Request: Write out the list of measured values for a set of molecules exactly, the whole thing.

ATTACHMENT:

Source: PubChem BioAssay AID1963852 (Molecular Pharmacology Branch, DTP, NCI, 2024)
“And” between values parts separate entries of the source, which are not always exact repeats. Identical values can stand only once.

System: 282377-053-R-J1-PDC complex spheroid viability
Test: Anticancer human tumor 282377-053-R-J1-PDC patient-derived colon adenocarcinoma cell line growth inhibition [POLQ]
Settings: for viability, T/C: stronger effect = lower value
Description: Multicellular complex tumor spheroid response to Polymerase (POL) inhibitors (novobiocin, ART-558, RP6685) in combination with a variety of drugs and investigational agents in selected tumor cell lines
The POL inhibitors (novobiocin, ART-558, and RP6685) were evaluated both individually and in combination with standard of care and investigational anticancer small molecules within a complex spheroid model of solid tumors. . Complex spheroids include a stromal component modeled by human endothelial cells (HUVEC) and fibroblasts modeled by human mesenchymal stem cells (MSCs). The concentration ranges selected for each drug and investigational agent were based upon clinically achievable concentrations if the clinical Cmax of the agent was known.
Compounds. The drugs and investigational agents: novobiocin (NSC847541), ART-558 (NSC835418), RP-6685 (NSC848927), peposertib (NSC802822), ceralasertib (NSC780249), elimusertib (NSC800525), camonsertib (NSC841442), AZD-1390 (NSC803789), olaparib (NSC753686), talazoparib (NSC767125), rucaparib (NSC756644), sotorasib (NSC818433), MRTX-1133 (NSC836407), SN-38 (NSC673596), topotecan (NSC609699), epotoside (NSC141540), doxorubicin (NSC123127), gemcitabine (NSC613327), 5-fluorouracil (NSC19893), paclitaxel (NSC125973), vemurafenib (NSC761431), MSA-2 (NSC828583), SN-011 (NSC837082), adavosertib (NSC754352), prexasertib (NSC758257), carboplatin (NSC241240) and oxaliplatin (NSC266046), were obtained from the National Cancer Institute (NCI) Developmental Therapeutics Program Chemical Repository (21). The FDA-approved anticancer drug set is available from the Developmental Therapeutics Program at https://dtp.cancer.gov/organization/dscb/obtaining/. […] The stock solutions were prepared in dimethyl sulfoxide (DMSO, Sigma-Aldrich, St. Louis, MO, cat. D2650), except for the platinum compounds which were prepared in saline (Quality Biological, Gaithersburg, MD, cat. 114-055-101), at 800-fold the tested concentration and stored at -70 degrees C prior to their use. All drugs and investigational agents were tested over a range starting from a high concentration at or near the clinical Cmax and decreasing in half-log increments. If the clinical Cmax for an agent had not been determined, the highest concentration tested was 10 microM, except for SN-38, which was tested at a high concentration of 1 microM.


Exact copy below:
Source: PubChem BioAssay AID1963852 (Molecular Pharmacology Branch, DTP, NCI, 2024)
“And” between values parts separate entries of the source, which are not always exact repeats. Identical values can stand only once.

System: 282377-053-R-J1-PDC complex spheroid viability
Test: Anticancer human tumor 282377-053-R-J1-PDC patient-derived colon adenocarcinoma cell line growth inhibition [POLQ]
Settings: for viability, T/C: stronger effect = lower value
Description: Multicellular complex tumor spheroid response to Polymerase (POL) inhibitors (novobiocin, ART-558, RP6685) in combination with a variety of drugs and investigational agents in selected tumor cell lines
The POL inhibitors (novobiocin, ART-558, and RP6685) were evaluated both individually and in combination with standard of care and investigational anticancer small molecules within a complex spheroid model of solid tumors. . Complex spheroids include a stromal component modeled by human endothelial cells (HUVEC) and fibroblasts modeled by human mesenchymal stem cells (MSCs). The concentration ranges selected for each drug and investigational agent were based upon clinically achievable concentrations if the clinical Cmax of the agent was known.
Compounds. The drugs and investigational agents: novobiocin (NSC847541), ART-558 (NSC835418), RP-6685 (NSC848927), peposertib (NSC802822), ceralasertib (NSC780249), elimusertib (NSC800525), camonsertib (NSC841442), AZD-1390 (NSC803789), olaparib (NSC753686), talazoparib (NSC767125), rucaparib (NSC756644), sotorasib (NSC818433), MRTX-1133 (NSC836407), SN-38 (NSC673596), topotecan (NSC609699), epotoside (NSC141540), doxorubicin (NSC123127), gemcitabine (NSC613327), 5-fluorouracil (NSC19893), paclitaxel (NSC125973), vemurafenib (NSC761431), MSA-2 (NSC828583), SN-011 (NSC837082), adavosertib (NSC754352), prexasertib (NSC758257), carboplatin (NSC241240) and oxaliplatin (NSC266046), were obtained from the National Cancer Institute (NCI) Developmental Therapeutics Program Chemical Repository (21). The FDA-approved anticancer drug set is available from the Developmental Therapeutics Program at https://dtp.cancer.gov/organization/dscb/obtaining/. […] The stock solutions were prepared in dimethyl sulfoxide (DMSO, Sigma-Aldrich, St. Louis, MO, cat. D2650), except for the platinum compounds which were prepared in saline (Quality Biological, Gaithersburg, MD, cat. 114-055-101), at 800-fold the tested concentration and stored at -70 degrees C prior to their use. All drugs and investigational agents were tested over a range starting from a high concentration at or near the clinical Cmax and decreasing in half-log increments. If the clinical Cmax for an agent had not been determined, the highest concentration tested was 10 microM, except for SN-38, which was tested at a high concentration of 1 microM.